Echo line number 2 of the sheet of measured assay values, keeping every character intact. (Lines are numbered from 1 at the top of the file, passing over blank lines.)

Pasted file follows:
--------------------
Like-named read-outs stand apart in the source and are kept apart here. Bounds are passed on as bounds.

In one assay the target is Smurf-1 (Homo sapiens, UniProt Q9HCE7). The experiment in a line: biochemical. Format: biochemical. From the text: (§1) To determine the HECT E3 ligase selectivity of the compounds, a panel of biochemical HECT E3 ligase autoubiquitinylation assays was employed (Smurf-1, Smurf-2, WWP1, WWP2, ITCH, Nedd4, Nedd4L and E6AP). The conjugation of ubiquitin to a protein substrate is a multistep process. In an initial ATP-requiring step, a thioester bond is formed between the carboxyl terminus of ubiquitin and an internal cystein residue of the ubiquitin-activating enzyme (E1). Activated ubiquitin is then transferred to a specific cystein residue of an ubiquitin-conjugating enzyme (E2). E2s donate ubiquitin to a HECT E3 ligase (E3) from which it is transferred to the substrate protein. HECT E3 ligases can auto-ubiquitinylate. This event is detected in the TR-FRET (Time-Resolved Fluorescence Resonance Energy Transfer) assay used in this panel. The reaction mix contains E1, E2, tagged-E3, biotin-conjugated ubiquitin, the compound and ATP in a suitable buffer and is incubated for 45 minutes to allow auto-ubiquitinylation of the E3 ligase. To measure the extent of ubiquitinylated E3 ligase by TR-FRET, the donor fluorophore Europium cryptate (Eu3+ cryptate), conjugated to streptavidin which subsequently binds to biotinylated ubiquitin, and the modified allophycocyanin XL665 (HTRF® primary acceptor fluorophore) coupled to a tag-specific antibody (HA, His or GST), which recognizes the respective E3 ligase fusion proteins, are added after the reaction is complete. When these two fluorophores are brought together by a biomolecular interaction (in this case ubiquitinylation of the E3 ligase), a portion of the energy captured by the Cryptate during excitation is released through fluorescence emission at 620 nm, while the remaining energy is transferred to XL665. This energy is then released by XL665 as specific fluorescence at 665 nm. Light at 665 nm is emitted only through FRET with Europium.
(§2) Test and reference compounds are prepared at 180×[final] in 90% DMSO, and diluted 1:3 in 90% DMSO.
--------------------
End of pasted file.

In one assay the target is Smurf-1 (Homo sapiens, UniProt Q9HCE7). The experiment in a line: biochemical. Format: biochemical. From the text: (§1) To determine the HECT E3 ligase selectivity of the compounds, a panel of biochemical HECT E3 ligase autoubiquitinylation assays was employed (Smurf-1, Smurf-2, WWP1, WWP2, ITCH, Nedd4, Nedd4L and E6AP). The conjugation of ubiquitin to a protein substrate is a multistep process. In an initial ATP-requiring step, a thioester bond is formed between the carboxyl terminus of ubiquitin and an internal cystein residue of the ubiquitin-activating enzyme (E1). Activated ubiquitin is then transferred to a specific cystein residue of an ubiquitin-conjugating enzyme (E2). E2s donate ubiquitin to a HECT E3 ligase (E3) from which it is transferred to the substrate protein. HECT E3 ligases can auto-ubiquitinylate. This event is detected in the TR-FRET (Time-Resolved Fluorescence Resonance Energy Transfer) assay used in this panel. The reaction mix contains E1, E2, tagged-E3, biotin-conjugated ubiquitin, the compound and ATP in a suitable buffer and is incubated for 45 minutes to allow auto-ubiquitinylation of the E3 ligase. To measure the extent of ubiquitinylated E3 ligase by TR-FRET, the donor fluorophore Europium cryptate (Eu3+ cryptate), conjugated to streptavidin which subsequently binds to biotinylated ubiquitin, and the modified allophycocyanin XL665 (HTRF® primary acceptor fluorophore) coupled to a tag-specific antibody (HA, His or GST), which recognizes the respective E3 ligase fusion proteins, are added after the reaction is complete. When these two fluorophores are brought together by a biomolecular interaction (in this case ubiquitinylation of the E3 ligase), a portion of the energy captured by the Cryptate during excitation is released through fluorescence emission at 620 nm, while the remaining energy is transferred to XL665. This energy is then released by XL665 as specific fluorescence at 665 nm. Light at 665 nm is emitted only through FRET with Europium.